We’ve all heard the term, and some of us may sadly have experienced it. But what’s the science behind burnout? John Earls investigates.
Burnout is a syndrome that costs the economy billions each year and numbers of cases have been rising due to Covid-19 with an estimated one third of all staff currently being burned out and unable to perform their jobs effectively (Gallup 2021). It is not just the enormous financial cost to companies that should be alarming.
Burnout can cause sudden deaths, depression and cancer (Maslach et al., 1997) Staff are more likely to have trips, slips and falls at work if they are highly stressed accounting for as much as a quarter of accidents recorded at work (Gallup 2021).
Given the associated costs of workplace stress to individuals and society it is important to determine the most appropriate interventions to reduce it. It is alarming, given the severe financial and health implications, that companies are still investing in training that has little or no research to substantiate the purported benefits.
The purpose of this writing is to establish the scientific viewpoint of burnout so you can identify it in yourself as well as others and have a better understanding how you can treat it.
It is sometimes unclear what burnout actually is and how to identify it. The scientific community classify burnout as a workplace syndrome having three distinct elements: exhaustion, cynicism, and reduced professional efficacy (Maslach et al., 2001).
Cynicism refers to the development of negative, cynical attitudes toward work and the people with whom one works (e.g., clients and colleagues). Reduced professional efficacy refers to the belief that one is no longer effective in fulfilling one’s job responsibilities.
Measuring and addressing the physiological symptoms of burnout is becoming accepted as the most effective way to treat burnout.
However, the hallmarks of burnout are exhaustion and energy depletion which is why Loehr & Schwartz (2005) stated burnout is the result of the mismanagement of energy. If you notice in yourself or others these three characteristics it might be burnout. There are quick psychometric tests you can take if you feel you or someone you know has burnout.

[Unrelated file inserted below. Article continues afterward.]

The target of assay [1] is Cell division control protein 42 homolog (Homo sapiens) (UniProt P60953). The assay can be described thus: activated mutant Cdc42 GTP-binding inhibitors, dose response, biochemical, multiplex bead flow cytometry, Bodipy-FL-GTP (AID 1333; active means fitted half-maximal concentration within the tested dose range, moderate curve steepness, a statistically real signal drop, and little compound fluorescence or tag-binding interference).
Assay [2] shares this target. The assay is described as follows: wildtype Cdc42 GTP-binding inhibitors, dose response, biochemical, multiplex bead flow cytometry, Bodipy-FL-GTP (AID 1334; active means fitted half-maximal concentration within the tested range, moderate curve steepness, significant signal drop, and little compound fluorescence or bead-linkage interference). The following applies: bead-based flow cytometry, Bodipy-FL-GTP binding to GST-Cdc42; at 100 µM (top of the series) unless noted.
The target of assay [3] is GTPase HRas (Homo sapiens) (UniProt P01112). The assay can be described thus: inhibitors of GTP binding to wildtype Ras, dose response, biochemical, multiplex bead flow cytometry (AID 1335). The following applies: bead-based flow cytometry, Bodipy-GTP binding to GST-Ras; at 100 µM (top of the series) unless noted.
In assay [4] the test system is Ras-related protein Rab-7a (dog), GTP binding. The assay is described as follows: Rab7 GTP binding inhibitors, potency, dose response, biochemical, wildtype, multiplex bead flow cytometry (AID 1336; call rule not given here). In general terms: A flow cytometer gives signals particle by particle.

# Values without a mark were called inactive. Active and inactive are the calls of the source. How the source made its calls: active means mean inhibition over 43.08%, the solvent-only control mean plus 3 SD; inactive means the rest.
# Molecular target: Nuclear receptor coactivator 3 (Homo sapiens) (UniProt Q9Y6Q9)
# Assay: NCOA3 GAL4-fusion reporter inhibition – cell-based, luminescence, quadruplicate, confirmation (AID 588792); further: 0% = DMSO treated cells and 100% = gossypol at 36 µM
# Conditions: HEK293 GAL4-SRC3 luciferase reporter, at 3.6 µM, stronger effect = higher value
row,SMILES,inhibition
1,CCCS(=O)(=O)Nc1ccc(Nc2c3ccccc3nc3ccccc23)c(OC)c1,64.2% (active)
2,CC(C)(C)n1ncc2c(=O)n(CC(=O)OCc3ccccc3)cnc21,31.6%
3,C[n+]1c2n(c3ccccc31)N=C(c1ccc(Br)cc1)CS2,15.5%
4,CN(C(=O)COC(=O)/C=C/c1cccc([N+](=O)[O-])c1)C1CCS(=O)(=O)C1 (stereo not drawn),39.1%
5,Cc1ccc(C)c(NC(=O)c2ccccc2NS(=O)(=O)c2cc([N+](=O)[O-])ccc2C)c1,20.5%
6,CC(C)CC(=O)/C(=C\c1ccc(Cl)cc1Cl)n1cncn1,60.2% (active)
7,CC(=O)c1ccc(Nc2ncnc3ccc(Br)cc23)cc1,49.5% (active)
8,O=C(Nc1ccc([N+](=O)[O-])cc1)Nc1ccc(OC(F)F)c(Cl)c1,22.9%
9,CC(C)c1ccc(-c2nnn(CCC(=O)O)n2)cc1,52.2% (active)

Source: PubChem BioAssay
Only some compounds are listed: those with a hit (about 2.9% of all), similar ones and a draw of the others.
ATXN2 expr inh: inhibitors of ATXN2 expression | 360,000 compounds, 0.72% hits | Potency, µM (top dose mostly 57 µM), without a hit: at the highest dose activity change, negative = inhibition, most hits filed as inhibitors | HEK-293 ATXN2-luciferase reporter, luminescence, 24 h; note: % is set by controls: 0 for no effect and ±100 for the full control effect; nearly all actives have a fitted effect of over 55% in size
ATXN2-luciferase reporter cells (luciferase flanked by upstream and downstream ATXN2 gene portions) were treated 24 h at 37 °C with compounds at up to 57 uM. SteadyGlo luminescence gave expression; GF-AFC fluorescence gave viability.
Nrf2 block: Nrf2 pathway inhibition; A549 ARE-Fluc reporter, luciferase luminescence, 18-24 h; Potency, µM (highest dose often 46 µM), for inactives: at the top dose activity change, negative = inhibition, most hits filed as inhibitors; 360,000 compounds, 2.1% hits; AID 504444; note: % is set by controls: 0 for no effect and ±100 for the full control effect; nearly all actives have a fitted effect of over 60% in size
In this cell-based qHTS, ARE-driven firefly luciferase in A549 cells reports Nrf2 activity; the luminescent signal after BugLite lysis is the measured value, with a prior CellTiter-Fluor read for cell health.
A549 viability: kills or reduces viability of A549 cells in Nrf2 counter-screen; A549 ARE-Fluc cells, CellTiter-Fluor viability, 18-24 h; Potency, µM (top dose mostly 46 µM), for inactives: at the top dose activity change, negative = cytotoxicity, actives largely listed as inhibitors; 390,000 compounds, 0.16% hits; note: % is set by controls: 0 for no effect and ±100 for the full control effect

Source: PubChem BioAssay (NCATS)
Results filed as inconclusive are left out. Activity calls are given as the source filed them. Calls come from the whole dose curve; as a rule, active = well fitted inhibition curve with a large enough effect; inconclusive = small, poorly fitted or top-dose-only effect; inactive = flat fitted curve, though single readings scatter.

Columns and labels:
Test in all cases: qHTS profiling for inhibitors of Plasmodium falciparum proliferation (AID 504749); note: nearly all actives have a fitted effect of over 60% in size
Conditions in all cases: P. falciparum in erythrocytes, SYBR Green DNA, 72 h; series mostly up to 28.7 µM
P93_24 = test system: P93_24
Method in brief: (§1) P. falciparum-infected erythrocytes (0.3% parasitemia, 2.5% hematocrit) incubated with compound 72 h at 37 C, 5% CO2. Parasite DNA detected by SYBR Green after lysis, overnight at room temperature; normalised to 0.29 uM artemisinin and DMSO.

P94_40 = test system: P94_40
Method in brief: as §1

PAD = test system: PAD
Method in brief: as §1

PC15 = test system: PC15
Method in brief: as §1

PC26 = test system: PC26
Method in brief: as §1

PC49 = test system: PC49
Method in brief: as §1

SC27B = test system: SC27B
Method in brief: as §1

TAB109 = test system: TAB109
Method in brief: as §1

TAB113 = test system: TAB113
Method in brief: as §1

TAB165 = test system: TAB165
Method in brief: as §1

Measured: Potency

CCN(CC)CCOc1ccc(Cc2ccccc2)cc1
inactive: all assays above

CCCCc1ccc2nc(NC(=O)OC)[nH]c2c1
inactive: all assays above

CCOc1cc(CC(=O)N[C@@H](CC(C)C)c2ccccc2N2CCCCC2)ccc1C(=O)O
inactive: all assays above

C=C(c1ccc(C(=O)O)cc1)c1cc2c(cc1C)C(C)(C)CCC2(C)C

The scientists generally agree that burnout is an energy management syndrome (Loehr 1995). Indeed, professors Lewis & King of Loughborough University (2021) have identified three sources of energy that are affected when a person is burned out which are: Intellectual (IQ) energy, emotional (EQ) energy and physical (PQ) energy.
Effectively a person will not be able to think clearly, their emotions will be all over the place and they will be physically unable to operate. These are more warning signs that can help identify burnout.
Lewis & King are currently testing how better management of IQ, EQ and PQ impacts heart rate variability (HRV). Examining HRV can help to understand the current autonomic balance which is affected by variances between the sympathetic and parasympathetic nervous systems (Lewis & King 2021).
Measuring and addressing the physiological symptoms of burnout is becoming accepted as the most effective way to treat burnout. Once it is known which energy system needs to be helped the appropriate tool can be identified to treat the symptom.
For instance, experts Kaveh et al. (2020) demonstrated that poor quality of sleep is a predicator of burnout and has been shown to especially affect the memory (IQ). Mindfulness studies have demonstrated that even after five minutes of mindfulness in the evening is enough to dramatically improve the quality of sleep (Kabat-Zinn 2013).